PASCALE CHRISTINE BAERISWYL (Switzerland), noting the challenges posed by the conflict to social cohesion and humanitarian needs, highlighted the pledge of additional funding at the high-level event to support the humanitarian response in Sudan and the region, held yesterday in Geneva.  Commending solidarity shown by South Sudan towards those fleeing the devastating conflict in Sudan, she strongly encouraged the parties to adhere to the deadlines set out in the road map and to establish the institutions it provides for without delay, while taking note of steps such as the approval of the electoral law.  She voiced concern over the marked increase in human rights violations and violent incidents, including at the civilian protection site in Malakal, and that only 30 per cent of the 2023 Humanitarian Response Plan has been funded.  Attacks on humanitarian personnel are unacceptable and must cease, she said, calling on all parties to respect international humanitarian law and to allow the safe and unhindered passage of humanitarian aid.

AMEIRAH OBAID MOHAMED OBAID ALHEFEITI (United Arab Emirates), Council President for June, speaking in her national capacity, underscored that intercommunal dialogue must be strengthened to end the cyclical nature of violence and to establish the culture of peace at the grass-roots level. The efforts of UNMISS are essential when engaging with local leaders, deescalating tensions and renewing commitment of communities to the values of peaceful coexistence.  The positive trajectory needs to continue, she asserted, underlining the need to address the security challenges in South Sudan, especially in light of recent events, particularly in the city of Malakal.  The country continues to witness targeting and killing of civilians and humanitarian workers, as well as attacks against humanitarian and commercial convoys, which hinder humanitarian assistance.  Against this backdrop, she highlighted the role of UNMISS in strengthening the Government’s capacity to protect civilians and to facilitate humanitarian access.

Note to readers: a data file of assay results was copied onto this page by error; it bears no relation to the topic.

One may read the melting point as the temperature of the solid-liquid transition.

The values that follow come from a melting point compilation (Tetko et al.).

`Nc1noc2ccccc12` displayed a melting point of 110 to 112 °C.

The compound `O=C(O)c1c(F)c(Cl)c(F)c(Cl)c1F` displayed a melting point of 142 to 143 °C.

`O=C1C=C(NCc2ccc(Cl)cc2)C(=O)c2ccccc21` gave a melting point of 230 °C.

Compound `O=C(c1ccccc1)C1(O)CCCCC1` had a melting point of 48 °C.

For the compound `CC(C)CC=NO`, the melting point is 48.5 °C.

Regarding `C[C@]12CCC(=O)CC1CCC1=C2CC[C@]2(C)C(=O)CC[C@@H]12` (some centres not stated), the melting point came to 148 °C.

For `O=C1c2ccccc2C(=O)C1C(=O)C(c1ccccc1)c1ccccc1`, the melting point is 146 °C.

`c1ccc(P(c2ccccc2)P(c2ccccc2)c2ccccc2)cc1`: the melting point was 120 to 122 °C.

AKUEI BONA MALWAL (South Sudan), taking note of the Secretary-General’s report on the situation in his country, said that, over the reporting period, South Sudan has experienced relative peace and security. “The revitalized Government is committed to seeing that South Sudan is in total peace and a life of a common citizen returns to normalcy,” he said.  Accordingly, his Government is committed to making meaningful progress towards the successful implementation of the Revitalized Peace Agreement.  Voicing concern over the devastating impact of floods on the work of peacekeepers, he said that, this year, poor rainfall in some parts of the country is expected to lead to a poor harvest and — as a result — starvation, displacement and migration.  This will create instability and tension, he predicted, urging the international community and UNMISS to join South Sudan through initiatives that would prioritize conflict prevention, early warning, mitigation and adaptation. Since the inception of conflict in Sudan, South Sudan has experienced an influx of refugees and returnees.  Given its already difficult humanitarian situation, South Sudan does not have the immediate financial capacity to be able to rescue the dire situation, he stressed, strongly calling on the international community “not to give up on South Sudan”.

For information media. Not an official record.